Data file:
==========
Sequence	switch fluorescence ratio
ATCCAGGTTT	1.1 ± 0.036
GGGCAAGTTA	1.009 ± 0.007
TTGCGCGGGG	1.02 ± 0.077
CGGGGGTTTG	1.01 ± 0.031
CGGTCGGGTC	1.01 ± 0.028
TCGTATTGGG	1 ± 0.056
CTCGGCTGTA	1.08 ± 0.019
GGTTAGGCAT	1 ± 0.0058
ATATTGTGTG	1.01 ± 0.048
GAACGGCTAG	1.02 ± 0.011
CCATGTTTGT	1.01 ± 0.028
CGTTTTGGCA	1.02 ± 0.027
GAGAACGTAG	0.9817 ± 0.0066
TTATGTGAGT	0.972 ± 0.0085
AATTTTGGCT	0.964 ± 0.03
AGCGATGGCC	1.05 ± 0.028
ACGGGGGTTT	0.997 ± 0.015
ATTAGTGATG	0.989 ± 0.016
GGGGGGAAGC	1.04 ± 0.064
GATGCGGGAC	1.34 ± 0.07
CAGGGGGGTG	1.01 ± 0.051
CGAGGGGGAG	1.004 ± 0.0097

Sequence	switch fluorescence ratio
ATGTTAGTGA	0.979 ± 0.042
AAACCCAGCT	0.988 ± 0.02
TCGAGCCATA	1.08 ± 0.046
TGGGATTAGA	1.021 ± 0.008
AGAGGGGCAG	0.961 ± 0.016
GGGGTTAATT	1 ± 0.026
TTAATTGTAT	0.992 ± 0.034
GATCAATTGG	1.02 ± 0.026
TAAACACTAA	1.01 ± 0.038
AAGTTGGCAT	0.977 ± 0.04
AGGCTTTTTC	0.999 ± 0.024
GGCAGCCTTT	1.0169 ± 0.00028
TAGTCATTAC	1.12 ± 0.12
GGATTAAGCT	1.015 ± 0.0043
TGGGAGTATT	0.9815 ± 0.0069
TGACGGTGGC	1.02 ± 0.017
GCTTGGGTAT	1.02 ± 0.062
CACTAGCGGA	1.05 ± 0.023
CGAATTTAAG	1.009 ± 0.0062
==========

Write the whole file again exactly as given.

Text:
Sequence	switch fluorescence ratio
ATCCAGGTTT	1.1 ± 0.036
GGGCAAGTTA	1.009 ± 0.007
TTGCGCGGGG	1.02 ± 0.077
CGGGGGTTTG	1.01 ± 0.031
CGGTCGGGTC	1.01 ± 0.028
TCGTATTGGG	1 ± 0.056
CTCGGCTGTA	1.08 ± 0.019
GGTTAGGCAT	1 ± 0.0058
ATATTGTGTG	1.01 ± 0.048
GAACGGCTAG	1.02 ± 0.011
CCATGTTTGT	1.01 ± 0.028
CGTTTTGGCA	1.02 ± 0.027
GAGAACGTAG	0.9817 ± 0.0066
TTATGTGAGT	0.972 ± 0.0085
AATTTTGGCT	0.964 ± 0.03
AGCGATGGCC	1.05 ± 0.028
ACGGGGGTTT	0.997 ± 0.015
ATTAGTGATG	0.989 ± 0.016
GGGGGGAAGC	1.04 ± 0.064
GATGCGGGAC	1.34 ± 0.07
CAGGGGGGTG	1.01 ± 0.051
CGAGGGGGAG	1.004 ± 0.0097

Sequence	switch fluorescence ratio
ATGTTAGTGA	0.979 ± 0.042
AAACCCAGCT	0.988 ± 0.02
TCGAGCCATA	1.08 ± 0.046
TGGGATTAGA	1.021 ± 0.008
AGAGGGGCAG	0.961 ± 0.016
GGGGTTAATT	1 ± 0.026
TTAATTGTAT	0.992 ± 0.034
GATCAATTGG	1.02 ± 0.026
TAAACACTAA	1.01 ± 0.038
AAGTTGGCAT	0.977 ± 0.04
AGGCTTTTTC	0.999 ± 0.024
GGCAGCCTTT	1.0169 ± 0.00028
TAGTCATTAC	1.12 ± 0.12
GGATTAAGCT	1.015 ± 0.0043
TGGGAGTATT	0.9815 ± 0.0069
TGACGGTGGC	1.02 ± 0.017
GCTTGGGTAT	1.02 ± 0.062
CACTAGCGGA	1.05 ± 0.023
CGAATTTAAG	1.009 ± 0.0062